Welcome gla11y, the user interface accessibility checker!

LibreOffice is designed with great attention to accessibility, to make the suite convenient and comfortable to use, and to cater to users with special needs. Last year The Document Foundation published a Tender to Implement Accessibility Improvements regarding user interface widgets that are added to the suite but which have accessibility shortcomings.

French company Hypra, which works on accessibility improvements in free and open source software, was awarded the tender. Today they are announcing the tool that they have developed – note that this tool is not targeted at end users of LibreOffice, but rather at developers. Of course, all users who have experienced accessibility issues in LibreOffice can benefit from it. Let’s hear what Hypra has to say…


Making LibreOffice usable by everybody, including disabled people, is a must so that anyone can work on documents for their own uses or their daily job. Accessibility concerns happen to be very diverse, and fixing or even just detecting them can be complex. Some of them can actually be detected automatically, and this is the goal of the “gla11y” tool, which is the result of the tender.

Gla11y (Glade accessibility) is a Python script which takes .ui files (Glade graphical interface description files), and reports the accessibility issues which can be found with static analysis. This includes mostly the missing labelling relations, which happens to be a very frequent accessibility issue. If, for instance, a dialog box contains several GtkEntry widgets to be filled in by the user, and several GtkLabel widgets to describe them, but with no relations between the two series, a blind user would have to remember the different parts, thus considerably reducing usability. This will show up in gla11y warnings as:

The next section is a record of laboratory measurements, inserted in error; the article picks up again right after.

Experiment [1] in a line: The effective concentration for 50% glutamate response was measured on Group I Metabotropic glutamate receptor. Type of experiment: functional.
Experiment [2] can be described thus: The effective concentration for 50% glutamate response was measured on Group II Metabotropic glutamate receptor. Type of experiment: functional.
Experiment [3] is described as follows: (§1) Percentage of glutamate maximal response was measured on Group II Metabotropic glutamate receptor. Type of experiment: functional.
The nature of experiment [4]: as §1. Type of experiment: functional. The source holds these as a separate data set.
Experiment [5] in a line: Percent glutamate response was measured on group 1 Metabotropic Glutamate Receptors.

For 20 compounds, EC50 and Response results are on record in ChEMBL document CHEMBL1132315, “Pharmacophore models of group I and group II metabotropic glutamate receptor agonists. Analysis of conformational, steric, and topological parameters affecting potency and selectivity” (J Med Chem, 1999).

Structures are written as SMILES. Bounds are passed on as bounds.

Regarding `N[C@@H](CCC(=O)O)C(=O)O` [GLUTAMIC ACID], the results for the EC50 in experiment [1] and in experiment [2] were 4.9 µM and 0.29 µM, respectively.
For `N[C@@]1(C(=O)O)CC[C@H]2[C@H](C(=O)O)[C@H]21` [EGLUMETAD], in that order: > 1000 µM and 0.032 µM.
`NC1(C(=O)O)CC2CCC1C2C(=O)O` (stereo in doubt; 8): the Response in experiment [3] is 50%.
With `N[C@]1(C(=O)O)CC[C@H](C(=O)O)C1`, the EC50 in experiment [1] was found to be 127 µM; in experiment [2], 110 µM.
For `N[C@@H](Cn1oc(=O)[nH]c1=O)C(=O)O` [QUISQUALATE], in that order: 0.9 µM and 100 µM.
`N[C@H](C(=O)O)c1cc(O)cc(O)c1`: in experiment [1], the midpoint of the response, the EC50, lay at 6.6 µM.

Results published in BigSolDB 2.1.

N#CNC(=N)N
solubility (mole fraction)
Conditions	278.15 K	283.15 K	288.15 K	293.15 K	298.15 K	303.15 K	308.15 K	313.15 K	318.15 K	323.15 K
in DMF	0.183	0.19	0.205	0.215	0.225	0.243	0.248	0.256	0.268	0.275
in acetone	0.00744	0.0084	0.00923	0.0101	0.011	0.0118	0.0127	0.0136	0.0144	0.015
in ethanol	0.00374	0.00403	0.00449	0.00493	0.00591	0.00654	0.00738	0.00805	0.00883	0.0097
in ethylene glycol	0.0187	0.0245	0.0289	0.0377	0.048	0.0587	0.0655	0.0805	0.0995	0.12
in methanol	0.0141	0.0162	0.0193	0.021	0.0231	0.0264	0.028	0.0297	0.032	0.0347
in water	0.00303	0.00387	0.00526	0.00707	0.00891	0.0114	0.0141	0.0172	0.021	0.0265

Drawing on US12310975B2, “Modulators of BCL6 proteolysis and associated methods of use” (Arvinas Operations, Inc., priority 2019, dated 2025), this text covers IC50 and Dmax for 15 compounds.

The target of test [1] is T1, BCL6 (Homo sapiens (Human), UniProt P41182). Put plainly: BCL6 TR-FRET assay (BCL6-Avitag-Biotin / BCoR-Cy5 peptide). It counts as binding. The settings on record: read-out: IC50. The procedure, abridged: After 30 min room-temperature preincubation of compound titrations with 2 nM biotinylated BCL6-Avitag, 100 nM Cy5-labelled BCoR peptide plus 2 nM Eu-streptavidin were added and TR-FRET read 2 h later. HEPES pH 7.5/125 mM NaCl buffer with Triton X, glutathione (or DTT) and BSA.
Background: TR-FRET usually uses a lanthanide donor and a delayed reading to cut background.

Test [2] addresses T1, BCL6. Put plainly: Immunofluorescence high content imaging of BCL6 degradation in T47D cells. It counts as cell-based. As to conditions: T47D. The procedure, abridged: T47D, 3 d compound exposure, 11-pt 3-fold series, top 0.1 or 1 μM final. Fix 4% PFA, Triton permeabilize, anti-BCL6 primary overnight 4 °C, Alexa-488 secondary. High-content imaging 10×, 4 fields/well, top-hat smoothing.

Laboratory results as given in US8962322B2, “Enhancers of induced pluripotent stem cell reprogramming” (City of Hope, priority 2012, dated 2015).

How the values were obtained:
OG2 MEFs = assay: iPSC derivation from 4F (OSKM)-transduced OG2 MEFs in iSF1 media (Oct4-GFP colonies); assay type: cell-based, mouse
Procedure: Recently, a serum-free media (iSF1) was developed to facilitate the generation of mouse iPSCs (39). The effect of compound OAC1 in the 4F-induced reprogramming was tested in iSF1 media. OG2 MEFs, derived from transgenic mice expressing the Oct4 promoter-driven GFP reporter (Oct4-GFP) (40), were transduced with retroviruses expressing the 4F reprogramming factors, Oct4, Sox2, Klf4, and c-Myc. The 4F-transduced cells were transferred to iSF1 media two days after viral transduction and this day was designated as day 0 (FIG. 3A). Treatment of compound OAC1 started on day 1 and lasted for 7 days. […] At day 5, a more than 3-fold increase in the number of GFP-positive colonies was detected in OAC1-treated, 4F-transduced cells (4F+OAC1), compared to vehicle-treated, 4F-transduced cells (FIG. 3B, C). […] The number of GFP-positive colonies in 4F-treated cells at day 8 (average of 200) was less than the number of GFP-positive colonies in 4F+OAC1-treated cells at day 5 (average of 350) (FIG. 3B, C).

Adding relations between each widget and its label will allow screen readers to tell users exactly when to type what.

Running a basic version of gla11y alongside compilation of LibreOffice was integrated on February 21; It only checked for broken relation links. It turns out that there is currently no such bug, so it didn’t raise any warning, but now we are sure that no such bug will be introduced in the future (as happened in the past).

Gla11y runs in all compilation cases, except when using the old version 2.6 of Python and python-lxml is not available, so it will be running in mostly all development scenarios, thus catching issues as early as possible. It is useful to have the python-lxml library installed, or make sure that it is built automatically by LibreOffice, so that the analysis can be done faster and warnings get displayed better.

An initial version of more advanced analysis, which actually finds some existing issues, was merged on February 28.

As of today, the tool reports a total of 2155 warnings in 434 .ui files (out of the existing 981 .ui files). Of course, we do not want to overwhelm developers with all of these existing issues, so a suppression mechanism has been implemented, so that only warnings for new issues will be emitted; warnings for existing issues will be silenced by rules in suppression files.

In this way, to start with we will prevent the introduction new accessibility issues, while existing issues are progressively fixed. Also, for now only very basic warnings are enabled, and we will enable the complete set progressively. That will allow us to observe how developers react to some warnings, and fix heuristics and documentation on the
wiki
for them, before enabling more warnings.

Regarding fixes for existing issues, gla11y reports both labels and widgets which don’t have relations (“orphaned” labels and widgets). Very often, it is very easy to find which relation is missing and remove the warnings (actually, remove the suppression rules) with a few lines of .ui files. Working on this could thus be part of “Easy Hacks” for new contributors.

Fixing warnings raised by gla11y will hopefully greatly improve usability in LibreOffice for disabled people. Of course, there remain many other accessibility issues which can not be detected by static analysis, but gla11y will helps to cover a fair bit of the work, and leave time to concentrate on the more difficult issues.


Thanks to Hypra for their work on this tool! Learn more about how TDF uses its tendering process to improve LibreOffice and share knowledge with the community.

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